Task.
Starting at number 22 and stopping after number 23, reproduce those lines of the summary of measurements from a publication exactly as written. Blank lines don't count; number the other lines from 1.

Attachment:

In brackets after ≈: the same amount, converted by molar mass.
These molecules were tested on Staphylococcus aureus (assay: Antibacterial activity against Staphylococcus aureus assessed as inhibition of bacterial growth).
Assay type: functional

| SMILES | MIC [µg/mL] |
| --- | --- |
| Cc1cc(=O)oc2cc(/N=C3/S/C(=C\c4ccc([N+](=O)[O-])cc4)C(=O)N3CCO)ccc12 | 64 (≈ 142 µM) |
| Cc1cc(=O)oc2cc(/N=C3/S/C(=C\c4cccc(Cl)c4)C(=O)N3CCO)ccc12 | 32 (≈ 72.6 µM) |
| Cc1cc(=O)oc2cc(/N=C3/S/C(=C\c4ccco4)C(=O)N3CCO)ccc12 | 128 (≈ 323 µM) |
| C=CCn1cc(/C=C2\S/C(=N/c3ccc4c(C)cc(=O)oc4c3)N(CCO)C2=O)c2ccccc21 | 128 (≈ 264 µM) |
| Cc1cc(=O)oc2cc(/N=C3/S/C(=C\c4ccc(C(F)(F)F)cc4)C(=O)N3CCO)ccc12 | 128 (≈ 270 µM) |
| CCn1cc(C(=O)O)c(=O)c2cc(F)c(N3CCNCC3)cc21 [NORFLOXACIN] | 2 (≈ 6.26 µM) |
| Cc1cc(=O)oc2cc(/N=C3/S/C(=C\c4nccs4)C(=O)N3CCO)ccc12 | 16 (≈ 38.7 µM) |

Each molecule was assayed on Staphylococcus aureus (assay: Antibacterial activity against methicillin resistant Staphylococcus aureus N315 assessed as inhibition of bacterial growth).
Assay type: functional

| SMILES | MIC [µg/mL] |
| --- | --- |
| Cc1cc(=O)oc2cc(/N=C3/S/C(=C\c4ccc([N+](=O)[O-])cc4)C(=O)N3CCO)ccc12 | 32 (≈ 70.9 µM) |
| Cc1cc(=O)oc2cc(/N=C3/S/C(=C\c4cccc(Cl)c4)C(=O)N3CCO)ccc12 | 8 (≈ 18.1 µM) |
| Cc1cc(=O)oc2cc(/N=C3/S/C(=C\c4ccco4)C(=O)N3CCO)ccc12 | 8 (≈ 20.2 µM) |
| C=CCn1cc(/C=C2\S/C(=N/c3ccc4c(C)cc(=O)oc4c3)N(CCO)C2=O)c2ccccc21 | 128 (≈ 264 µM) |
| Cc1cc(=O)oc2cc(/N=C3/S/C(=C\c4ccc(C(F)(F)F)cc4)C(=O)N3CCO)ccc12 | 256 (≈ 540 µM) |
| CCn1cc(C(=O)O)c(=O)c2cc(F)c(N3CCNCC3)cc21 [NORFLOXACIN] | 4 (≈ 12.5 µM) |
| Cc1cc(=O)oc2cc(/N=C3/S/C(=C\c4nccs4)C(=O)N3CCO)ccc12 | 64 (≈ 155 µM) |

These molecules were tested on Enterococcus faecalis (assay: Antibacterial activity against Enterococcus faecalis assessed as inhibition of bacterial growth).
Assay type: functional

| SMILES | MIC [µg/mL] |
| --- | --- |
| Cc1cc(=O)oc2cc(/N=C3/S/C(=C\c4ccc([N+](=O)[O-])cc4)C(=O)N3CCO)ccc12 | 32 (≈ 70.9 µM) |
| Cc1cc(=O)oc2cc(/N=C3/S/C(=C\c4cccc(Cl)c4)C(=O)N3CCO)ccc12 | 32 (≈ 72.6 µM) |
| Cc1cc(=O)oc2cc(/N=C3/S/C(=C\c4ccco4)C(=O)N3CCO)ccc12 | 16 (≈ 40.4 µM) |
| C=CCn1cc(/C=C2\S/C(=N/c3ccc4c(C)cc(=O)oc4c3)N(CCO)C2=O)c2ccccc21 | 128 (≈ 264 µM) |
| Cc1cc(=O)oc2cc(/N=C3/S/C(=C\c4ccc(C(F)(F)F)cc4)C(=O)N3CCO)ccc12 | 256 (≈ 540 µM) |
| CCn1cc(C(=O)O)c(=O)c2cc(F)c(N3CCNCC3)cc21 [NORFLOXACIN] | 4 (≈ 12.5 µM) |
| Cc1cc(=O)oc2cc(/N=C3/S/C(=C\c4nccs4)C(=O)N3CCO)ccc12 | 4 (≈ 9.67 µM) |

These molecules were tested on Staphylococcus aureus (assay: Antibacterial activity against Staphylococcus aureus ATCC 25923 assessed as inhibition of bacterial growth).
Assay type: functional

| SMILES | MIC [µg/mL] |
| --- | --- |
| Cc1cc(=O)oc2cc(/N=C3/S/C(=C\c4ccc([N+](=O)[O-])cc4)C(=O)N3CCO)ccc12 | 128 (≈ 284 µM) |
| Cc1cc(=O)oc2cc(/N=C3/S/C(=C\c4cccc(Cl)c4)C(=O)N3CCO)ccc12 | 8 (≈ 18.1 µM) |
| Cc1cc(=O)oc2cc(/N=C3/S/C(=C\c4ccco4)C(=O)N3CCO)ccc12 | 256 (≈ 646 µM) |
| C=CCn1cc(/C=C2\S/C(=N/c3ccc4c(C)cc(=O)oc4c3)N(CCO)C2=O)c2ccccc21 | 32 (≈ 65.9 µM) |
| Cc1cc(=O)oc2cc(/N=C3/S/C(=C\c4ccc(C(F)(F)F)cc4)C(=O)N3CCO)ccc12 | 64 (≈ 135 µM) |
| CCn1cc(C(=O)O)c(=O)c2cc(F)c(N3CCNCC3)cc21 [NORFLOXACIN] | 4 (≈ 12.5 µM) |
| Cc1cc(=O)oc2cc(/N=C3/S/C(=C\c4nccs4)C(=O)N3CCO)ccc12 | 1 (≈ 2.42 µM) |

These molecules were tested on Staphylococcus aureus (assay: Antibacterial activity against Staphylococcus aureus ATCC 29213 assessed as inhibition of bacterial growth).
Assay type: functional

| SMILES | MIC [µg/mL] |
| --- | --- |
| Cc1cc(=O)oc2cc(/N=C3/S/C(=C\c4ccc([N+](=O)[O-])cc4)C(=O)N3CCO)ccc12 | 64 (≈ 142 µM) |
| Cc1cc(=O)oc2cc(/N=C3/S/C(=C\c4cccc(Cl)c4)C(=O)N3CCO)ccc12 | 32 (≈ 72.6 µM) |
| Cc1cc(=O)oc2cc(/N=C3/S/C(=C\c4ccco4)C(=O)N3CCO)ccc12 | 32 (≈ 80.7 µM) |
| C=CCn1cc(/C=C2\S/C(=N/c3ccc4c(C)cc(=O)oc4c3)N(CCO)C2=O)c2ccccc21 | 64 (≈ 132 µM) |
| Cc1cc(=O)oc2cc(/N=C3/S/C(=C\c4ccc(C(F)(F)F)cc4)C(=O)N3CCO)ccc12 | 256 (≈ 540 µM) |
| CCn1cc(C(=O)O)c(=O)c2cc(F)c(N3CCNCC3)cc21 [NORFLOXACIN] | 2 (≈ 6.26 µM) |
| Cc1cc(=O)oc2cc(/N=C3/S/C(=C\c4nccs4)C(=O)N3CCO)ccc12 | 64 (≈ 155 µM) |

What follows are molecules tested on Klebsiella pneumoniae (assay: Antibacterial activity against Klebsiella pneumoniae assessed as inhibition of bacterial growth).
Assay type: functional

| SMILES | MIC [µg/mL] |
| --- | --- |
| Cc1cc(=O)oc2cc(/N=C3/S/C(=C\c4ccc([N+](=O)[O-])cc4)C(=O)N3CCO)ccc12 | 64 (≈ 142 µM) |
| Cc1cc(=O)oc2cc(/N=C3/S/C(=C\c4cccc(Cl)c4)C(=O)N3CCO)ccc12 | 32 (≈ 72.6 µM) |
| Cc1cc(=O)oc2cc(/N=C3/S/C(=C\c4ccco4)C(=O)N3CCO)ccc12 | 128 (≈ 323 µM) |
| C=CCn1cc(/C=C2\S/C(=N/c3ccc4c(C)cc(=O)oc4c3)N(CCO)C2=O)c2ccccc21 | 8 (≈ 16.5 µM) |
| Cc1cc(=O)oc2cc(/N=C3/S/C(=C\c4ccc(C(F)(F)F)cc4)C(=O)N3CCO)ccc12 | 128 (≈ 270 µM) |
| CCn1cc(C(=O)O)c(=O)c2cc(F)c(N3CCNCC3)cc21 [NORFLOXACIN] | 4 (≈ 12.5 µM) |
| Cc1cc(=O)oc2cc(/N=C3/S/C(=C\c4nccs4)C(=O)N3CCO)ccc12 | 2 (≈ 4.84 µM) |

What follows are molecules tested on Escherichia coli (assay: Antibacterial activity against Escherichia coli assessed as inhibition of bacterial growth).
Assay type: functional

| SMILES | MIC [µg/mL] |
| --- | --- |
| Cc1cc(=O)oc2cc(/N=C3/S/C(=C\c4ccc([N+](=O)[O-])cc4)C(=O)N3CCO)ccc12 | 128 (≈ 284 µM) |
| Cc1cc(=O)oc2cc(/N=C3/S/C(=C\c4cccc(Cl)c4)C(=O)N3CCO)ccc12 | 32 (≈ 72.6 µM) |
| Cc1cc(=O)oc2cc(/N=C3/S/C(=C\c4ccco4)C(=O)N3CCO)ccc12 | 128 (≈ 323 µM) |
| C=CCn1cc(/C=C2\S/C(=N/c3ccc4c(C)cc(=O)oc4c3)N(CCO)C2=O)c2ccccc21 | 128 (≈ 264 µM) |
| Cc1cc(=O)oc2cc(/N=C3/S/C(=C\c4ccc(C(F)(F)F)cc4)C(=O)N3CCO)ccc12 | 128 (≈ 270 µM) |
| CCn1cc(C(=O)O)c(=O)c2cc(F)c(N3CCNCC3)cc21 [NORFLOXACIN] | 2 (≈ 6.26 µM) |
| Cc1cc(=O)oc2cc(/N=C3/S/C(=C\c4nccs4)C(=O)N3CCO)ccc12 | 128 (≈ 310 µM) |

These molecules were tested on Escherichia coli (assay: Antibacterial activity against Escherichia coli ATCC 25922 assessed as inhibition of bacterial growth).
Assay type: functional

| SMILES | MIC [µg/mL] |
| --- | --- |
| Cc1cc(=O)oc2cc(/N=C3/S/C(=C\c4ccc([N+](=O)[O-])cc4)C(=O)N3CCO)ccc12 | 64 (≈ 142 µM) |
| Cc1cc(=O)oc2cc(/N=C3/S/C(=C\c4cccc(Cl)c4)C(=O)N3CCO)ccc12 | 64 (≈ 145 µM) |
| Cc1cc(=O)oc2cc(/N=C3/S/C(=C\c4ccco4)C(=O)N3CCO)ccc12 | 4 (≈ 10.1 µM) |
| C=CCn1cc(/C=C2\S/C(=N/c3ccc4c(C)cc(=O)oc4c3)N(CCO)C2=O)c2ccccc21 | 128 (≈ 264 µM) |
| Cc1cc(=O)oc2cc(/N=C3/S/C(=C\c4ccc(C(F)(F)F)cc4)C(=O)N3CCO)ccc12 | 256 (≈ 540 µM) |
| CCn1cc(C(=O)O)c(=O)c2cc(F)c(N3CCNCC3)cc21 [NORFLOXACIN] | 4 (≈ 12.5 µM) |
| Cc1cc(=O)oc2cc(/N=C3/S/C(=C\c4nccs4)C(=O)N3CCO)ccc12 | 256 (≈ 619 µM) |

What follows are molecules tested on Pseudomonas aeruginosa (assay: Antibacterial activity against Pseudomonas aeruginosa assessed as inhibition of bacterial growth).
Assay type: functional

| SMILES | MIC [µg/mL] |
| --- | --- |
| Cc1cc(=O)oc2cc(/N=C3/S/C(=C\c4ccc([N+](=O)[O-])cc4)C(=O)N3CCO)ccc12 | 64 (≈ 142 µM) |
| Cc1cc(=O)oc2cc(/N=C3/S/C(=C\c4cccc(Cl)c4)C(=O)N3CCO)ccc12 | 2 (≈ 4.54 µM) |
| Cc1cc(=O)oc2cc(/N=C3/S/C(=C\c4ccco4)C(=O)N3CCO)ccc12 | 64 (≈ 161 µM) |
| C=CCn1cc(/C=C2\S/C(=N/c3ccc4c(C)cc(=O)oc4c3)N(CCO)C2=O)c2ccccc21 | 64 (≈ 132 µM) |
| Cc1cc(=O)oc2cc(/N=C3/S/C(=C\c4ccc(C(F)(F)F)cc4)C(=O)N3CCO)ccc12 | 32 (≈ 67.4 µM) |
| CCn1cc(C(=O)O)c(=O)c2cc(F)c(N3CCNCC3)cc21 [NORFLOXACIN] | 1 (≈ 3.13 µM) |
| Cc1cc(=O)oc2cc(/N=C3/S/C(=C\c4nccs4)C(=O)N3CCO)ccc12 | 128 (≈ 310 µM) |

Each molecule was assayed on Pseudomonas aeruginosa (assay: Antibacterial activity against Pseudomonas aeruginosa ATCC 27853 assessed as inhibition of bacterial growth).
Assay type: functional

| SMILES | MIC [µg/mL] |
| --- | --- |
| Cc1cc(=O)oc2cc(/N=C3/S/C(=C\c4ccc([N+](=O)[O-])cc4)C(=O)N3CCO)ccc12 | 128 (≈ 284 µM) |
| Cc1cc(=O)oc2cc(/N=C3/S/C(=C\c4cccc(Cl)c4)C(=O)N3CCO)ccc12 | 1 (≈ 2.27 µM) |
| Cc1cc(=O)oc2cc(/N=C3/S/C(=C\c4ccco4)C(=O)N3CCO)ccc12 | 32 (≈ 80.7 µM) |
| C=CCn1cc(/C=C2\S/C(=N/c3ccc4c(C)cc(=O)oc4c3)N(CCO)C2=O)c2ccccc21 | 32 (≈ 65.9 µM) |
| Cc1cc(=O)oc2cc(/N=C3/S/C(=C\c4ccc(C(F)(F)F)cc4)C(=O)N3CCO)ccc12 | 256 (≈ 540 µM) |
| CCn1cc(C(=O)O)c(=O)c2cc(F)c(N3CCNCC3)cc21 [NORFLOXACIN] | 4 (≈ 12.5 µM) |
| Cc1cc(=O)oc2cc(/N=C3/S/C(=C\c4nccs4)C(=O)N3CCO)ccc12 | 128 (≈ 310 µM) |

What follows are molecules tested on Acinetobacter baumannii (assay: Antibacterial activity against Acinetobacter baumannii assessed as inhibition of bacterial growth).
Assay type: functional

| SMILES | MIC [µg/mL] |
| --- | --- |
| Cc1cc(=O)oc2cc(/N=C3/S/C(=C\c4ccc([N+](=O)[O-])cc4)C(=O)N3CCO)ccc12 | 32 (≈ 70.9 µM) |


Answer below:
| CCn1cc(C(=O)O)c(=O)c2cc(F)c(N3CCNCC3)cc21 [NORFLOXACIN] | 4 (≈ 12.5 µM) |
| Cc1cc(=O)oc2cc(/N=C3/S/C(=C\c4nccs4)C(=O)N3CCO)ccc12 | 64 (≈ 155 µM) |